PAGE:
Some points to note in attempting to answer these questions are the following.  First, in Horiuchi's words, "in the second half of the nineteenth century and the first half of the twentieth century, there were large decreases in the number of deaths from infectious and parasitic diseases, and from poor nutrition and disorders associated with pregnancy and childbirth," which led to large reductions in the deaths of infants, children and young adults.  In the second half of the twentieth century, on the other hand, he notes that "mortality from degenerative diseases, most notably heart diseases and stroke, started to fall," with the reduction being most pronounced among the elderly.  Horiuchi says some scientists suspected this latter drop in mortality might have been achieved "through postponing the deaths of seriously ill people."  However, he notes that data from the United States demonstrate that "the health of the elderly greatly improved in the 1980s and 1990s, suggesting that the extended length of life in old age is mainly due to better health [our italics] rather than prolonged survival in sickness."  These observations, says Horiuchi, led many biologists who "used to think that senescent processes might be programmed into the biological clock of the body" to adopt the view that "senescence is mainly due to the body's imperfect systems of maintenance and repair, which allow the long-term accumulation of unrepaired damage in macromolecules, cells, tissues and organs."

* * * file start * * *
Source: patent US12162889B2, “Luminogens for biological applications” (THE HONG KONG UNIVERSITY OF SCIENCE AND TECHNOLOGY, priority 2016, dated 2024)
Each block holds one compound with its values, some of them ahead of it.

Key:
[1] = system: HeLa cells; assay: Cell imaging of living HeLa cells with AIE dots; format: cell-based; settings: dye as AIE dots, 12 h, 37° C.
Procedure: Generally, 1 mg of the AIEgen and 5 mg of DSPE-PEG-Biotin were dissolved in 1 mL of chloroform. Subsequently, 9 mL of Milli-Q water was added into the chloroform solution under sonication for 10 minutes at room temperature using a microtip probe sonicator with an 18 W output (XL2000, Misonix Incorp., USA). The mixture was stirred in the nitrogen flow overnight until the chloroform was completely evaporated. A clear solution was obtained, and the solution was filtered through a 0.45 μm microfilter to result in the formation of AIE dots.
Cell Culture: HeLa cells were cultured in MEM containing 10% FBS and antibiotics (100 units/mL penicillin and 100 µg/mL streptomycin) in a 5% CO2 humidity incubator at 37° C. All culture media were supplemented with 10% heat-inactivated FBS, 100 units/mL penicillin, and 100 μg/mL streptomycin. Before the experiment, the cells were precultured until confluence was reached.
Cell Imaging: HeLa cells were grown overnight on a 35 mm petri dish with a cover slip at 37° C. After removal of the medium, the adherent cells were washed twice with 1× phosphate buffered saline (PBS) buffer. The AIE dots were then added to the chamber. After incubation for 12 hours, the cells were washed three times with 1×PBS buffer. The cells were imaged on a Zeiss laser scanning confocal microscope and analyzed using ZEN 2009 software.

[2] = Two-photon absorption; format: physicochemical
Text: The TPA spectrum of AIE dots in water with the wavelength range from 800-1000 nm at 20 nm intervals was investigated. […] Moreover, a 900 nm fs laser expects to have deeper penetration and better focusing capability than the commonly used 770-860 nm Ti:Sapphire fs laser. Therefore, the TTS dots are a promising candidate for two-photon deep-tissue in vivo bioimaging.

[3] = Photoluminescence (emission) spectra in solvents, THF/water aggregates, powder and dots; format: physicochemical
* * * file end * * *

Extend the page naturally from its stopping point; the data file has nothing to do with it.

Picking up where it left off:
To summarize to this point, it appears that in countries with highly developed market economies - where good health care is readily available - deaths of infants, children and young adults have been dramatically reduced over the last century or so, to the point where average life expectancy is now largely determined by what happens to elderly people; and it is evident that the elderly are living longer and longer with the passing of time.  It is further evident that this phenomenon is likely due to ever-improving health in older people, which is likely due to continuing improvements in their bodily systems for repairing cellular damage caused by degenerative processes associated with advancing age.  [See Finkel and Holbrook (2000) and Melov et al. (2000) for more on this point.]  And since these observations are common to all of the G7 nations, they must be the result of an ubiquitous phenomenon that is occurring simultaneously across the entire planet and increasing in importance with the passing of time.  What could that thing be?

The most logical candidate would appear to us to be the historical and still-ongoing rise in the air's CO2 content.  This phenomenon provides a near-perfect fit with both the timing and the nature of the increase in human longevity, which has (1) occurred primarily over the past 150 years, and which has (2) progressed essentially exponentially.  In addition, the increase in the air's CO2 content has been demonstrated to have the capacity to increase both the availability of nutritious food, as well as the concentrations of important antioxidants, vitamins and other health-promoting substances contained therein.

Further support for our hypothesis is provided by the study of Manton and Gu (2001).  With the completion of the latest of the five National Long-Term Care Surveys of disability in U.S. citizens over 65 years of age - which began in 1982 and now extends to 1999 - these researchers were able to discern two most interesting trends: (1) disabilities in this age group decreased over the entire period studied, and (2) disabilities decreased at a rate that grew ever larger with the passing of time.